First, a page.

Options for early treatment include:

By providing a stiff platform for the foot, shoe inserts and walking boots prevent motion between the middle and back of the foot. Preventing this motion should decrease the inflammation associated with posterior tibial tendonitis.

Casts are more bothersome. But they are probably the safest method to ensure the tendon is adequately rested. Anti-inflammatory medication and limited mobility can help control the inflammation around the tendon.

Physical therapy, including stretching and strengthening exercises, also may help relieve pain and help you get back to your normal activities.

Surgical Options

Surgical treatment of posterior tibial tendonitis is controversial. Surgical options vary depending on the extent of the condition and include:

  • Debridement: In the early stage, some surgeons may recommend a procedure to clean up the inflammation. During debridement, the inflamed tissue and abnormal tendon are removed. This allows for the healing of the damaged tendon.
  • Reconstruction: In more advanced stages, the arch of the foot collapses. At this stage, a simple tendon debridement may not be enough to correct the problem, and your doctor may surgically reconstruct the area instead. This involves using a neighboring tendon, called the flexor digitorum longus, to replace the damaged posterior tibial tendon. Bones in the foot may be cut and reshaped to create a new arch, as well.
  • Fusion: Finally, in the most advanced cases, when the foot's arch has become rigid, doctors often prefer a fusion procedure, where the bones and joints in the foot are fixed in place to restore the arch.


Treatment options depend on the stage of the posterior tibial tendonitis.

In the early stages, you may be able to heal the tendon by resting the foot and ankle.

As the condition progresses, you will likely require surgery. Debridement, reconstruction, and fusion are all surgeries used for posterior tibial tendonitis. Which surgery is best for you will depend on how severe your condition is.


Posterior tibial tendonitis is a condition that results in pain on the inner side of the foot and ankle. It may cause instability while walking.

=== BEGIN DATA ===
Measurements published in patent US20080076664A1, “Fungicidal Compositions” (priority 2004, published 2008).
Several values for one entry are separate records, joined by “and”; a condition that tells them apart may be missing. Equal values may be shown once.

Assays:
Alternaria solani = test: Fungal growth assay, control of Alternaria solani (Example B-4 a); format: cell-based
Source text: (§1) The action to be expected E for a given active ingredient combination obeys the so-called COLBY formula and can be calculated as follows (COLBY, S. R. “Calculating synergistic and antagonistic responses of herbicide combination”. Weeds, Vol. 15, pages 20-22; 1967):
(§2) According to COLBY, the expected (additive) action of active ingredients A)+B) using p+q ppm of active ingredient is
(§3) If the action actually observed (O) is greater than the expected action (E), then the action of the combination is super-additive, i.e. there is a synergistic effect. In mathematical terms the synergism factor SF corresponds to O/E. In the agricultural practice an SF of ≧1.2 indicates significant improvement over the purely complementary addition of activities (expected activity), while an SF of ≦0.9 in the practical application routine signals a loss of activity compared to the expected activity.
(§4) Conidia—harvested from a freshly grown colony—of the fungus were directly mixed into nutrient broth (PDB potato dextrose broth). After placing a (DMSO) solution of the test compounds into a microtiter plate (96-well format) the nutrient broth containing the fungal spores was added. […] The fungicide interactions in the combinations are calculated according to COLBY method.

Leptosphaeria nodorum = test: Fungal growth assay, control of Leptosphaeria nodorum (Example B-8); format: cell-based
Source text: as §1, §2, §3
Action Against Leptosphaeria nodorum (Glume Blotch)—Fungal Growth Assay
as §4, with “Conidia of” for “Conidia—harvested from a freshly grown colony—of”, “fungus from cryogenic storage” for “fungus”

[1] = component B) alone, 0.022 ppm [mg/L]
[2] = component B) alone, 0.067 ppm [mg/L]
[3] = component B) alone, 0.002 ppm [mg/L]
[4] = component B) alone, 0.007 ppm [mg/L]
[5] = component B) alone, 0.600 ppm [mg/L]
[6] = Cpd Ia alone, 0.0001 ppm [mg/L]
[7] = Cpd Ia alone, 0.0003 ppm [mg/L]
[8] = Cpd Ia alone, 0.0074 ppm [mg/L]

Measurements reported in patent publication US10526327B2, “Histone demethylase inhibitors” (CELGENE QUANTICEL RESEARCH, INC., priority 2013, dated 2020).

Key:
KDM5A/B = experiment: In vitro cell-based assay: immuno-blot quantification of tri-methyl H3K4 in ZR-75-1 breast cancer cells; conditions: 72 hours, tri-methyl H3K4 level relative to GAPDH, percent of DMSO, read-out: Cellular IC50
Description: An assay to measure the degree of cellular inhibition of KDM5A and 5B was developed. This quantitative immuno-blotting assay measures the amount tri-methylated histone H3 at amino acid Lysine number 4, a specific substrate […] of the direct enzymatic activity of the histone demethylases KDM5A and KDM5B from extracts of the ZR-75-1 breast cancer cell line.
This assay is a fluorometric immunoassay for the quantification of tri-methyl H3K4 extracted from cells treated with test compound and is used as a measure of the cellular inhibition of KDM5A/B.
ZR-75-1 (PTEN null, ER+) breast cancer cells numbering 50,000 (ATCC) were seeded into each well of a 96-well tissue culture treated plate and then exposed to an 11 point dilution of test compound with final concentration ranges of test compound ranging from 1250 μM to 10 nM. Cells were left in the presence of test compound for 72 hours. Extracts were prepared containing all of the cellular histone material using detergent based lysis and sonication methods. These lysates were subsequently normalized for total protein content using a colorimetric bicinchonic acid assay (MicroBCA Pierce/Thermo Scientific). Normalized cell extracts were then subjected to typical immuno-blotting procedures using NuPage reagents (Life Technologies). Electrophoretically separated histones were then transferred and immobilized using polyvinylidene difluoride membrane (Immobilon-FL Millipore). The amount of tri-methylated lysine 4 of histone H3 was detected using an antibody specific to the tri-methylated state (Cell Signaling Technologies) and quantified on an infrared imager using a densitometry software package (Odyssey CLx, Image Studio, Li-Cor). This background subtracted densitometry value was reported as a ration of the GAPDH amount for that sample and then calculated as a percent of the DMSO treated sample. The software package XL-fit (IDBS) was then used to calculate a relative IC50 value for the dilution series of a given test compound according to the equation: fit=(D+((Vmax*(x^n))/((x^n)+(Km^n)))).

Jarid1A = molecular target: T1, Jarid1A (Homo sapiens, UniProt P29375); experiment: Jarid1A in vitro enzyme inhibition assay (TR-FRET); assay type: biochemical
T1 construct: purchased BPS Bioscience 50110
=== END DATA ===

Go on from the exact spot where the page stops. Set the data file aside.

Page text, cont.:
Over time, the condition can lead to the arches becoming flattened, a condition called adult-acquired flatfoot deformity (AAFD).

Diagnosis is made by physical examination. Sometimes an MRI may be used. The condition is categorized in stages (1-4) according to severity.

Treatment depends on how advanced the condition is. In the early stages, it can be treated by immobilization and rest. In later stages, it requires surgery.

A Word From Verywell

Posterior tibial tendonitis and adult-acquired flatfoot deformity can be frustrating problems. Often, people feel their discomfort and instability are ignored by a doctor who may not recognize the problem.

However, it's best to treat the condition early, before it gets worse. So, it's important to find a doctor who will listen to you and take your symptoms seriously.

Once in the later stages, surgery is usually needed, and you may lose some function in your foot. For these reasons, early treatments such as wearing a cast, boot, or brace and getting physical therapy are important.

Frequently Asked Questions

  • Are there exercises that help with posterior tibial tendonitis?

    Yes. These include exercises to improve range of motion, balance, and proprioception and to strengthen the ankle, foot, knee, and hip. Before performing any exercise to treat PTT, contact your healthcare provider to find out which exercise is best for you.

  • What are the risks of posterior tibialis tendon surgery?

    The risks include excess bleeding, a blood clot, nerve damage, infection, calf muscle weakness, anesthesia complications, and continued pain in the foot or ankle. However, these can vary depending on your age, general health, the type of surgery, and your foot's anatomy.

  • What does swelling on the inner ankle mean?

    The first stage of posterior tibial tendonitis involves swelling of the tendon on the inner side of the ankle. There are cases where the foot can appear normal, or it can involve a mild flatfoot deformity. If you have concerns about the health of your inner ankle, it's recommended to contact your healthcare provider.

  • What is the bone on the inner side of the ankle?

    The bone on the inner side of the ankle is referred to as the medial malleolus. It is the big, bony bump located at the end of the tibia.

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7 Sources
Verywell Health uses only high-quality sources, including peer-reviewed studies, to support the facts within our articles. Read our editorial process to learn more about how we fact-check and keep our content accurate, reliable, and trustworthy.